So off to NextDoor I go last week to look for a tree trimmer and the best part about it there was only one listing- J something or other. So I call and he and his friend show up like immediately. They are rubbing their young, little millennium cheeks trying to figure out a price that won’t sound ridiculous. A hundred dollars they say. For both of you and for both trees, I ask. They see my jaw drop and try to cover with, “Well that’s our NextDoor price of course, if you were on Craigslist we would charge more”. Hmmm, interesting but I couldn’t, I just couldn’t. We weren’t really talking trimming here. Both my trees were hugely overgrown. More like major surgery. Tell you what, I say, I’ll give you a hundred and fifty if you both show up. So we make a plan that Friday morning at 7:30 they would show. When J called on Thursday morning to tell me they couldn’t make it that day, I showed the proper level of disappointment rather than snickering at their less than fully formed millennial brains. OK, how about Friday morning, I say. Great! We’re both available. Me too, I yell! What a wonderful coincidence.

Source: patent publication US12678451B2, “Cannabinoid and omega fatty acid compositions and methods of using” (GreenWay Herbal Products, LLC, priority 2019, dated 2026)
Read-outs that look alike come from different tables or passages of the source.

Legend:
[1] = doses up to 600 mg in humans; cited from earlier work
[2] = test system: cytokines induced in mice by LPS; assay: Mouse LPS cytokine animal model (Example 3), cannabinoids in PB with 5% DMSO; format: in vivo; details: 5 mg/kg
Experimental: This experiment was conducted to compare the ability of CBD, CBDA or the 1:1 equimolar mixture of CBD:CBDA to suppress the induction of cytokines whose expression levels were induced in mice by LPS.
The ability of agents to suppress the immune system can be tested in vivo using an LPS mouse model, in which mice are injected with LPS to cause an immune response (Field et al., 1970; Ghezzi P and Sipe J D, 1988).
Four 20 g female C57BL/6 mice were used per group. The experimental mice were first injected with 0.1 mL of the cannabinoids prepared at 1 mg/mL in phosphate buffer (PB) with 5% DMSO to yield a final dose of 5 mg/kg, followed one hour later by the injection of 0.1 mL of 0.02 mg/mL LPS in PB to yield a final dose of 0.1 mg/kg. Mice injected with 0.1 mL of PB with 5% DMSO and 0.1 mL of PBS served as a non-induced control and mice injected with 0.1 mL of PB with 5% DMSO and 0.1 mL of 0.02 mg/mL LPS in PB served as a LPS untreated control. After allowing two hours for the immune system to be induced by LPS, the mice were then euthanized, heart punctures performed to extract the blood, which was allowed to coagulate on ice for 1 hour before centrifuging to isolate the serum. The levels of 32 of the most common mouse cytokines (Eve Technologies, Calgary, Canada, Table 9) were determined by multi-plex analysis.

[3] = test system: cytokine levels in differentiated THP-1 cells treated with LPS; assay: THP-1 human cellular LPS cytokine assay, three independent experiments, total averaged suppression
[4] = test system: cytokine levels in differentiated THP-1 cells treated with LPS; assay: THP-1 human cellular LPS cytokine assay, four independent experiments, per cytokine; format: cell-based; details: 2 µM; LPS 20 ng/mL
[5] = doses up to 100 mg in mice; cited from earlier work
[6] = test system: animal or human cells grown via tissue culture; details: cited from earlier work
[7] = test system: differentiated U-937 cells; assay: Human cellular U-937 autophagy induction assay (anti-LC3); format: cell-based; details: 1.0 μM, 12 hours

I set my alarm for 7am. I get a call at 7:30am. I am going to be late, he tells me; I have to go get my tools. Hmm. I’ll be there at 8:30 he says. Not bad, I think, it gets me a little more sleep. Fully clothed and fully coffeed, but that’s OK, I’ll make it work. At about 8:45, organizational wizard boy strolls in by himself.   You are pretty damn late, I state as in the obvious.   If you expect to work in the real world you need to show up on time. I heard through the grapevine that they frown upon lateness in the real business world. If you want to be late for work for your entire life, then do what I did and work for the Federal Government. Just looking out for you, J. Where’s your friend, I ask. He couldn’t make it. He couldn’t make a job that he bid on two days ago? I don’t even want to know. Ok, I say, but then you are getting a hundred bucks and that’s it. He starts to whine, literally on the verge of tearful whining. You promised me $150! And you promised me two of you. Take it or leave it. Then just short of tears, he says, Ok, I’m sorry I just had such a bad night. Really? It’s life, Skippy. Suck it up. There’s going to be a lot more of them, trust me, and now trim the damn trees. He starts to apologize and apologize and apologize for being upset. Ok I see tough love isn’t going to work on this tree trimmer. What happened, I ask. Me and my girlfriend got into a big fight because I got drunk again and was talking to another girl. Well I certainly hope you shared some of that alcohol with the girl you were talking to, cause I’m at it for five minutes with you and I want to either open a Budweiser or a vein. How old are you? Twenty-seven, he says. Look, I tell him, you got two choices here, you can either figure out you’re an alcoholic now and stop drinking and save yourself the liver damage or you can get it under control and drink only to have fun on the weekends with your friends in moderation. Only two things in the world you can do with alcohol, my friend. He thanked me for saving him the other 11 steps.   How old is your girlfriend, I ask. Forty, he says. FORTY, FORTY are you kidding me? You are 27 years old, get rid of her. Don’t you want kids eventually and a life? Yeah, but I love her he tells me and she is starting to think she is getting too old for kids. At that point I could have taken him inside and showed him two kids whose mother was 40 and above when they were born, but why encourage him. You need to focus on your career and my tree trimming right now. You have plenty of time to settle down etc. Go out and have fun. But that’s how I got into a fight with her he tells me. Not the falling down drunk and puking kind of fun, I say. Mix it up a little. Go to a movie.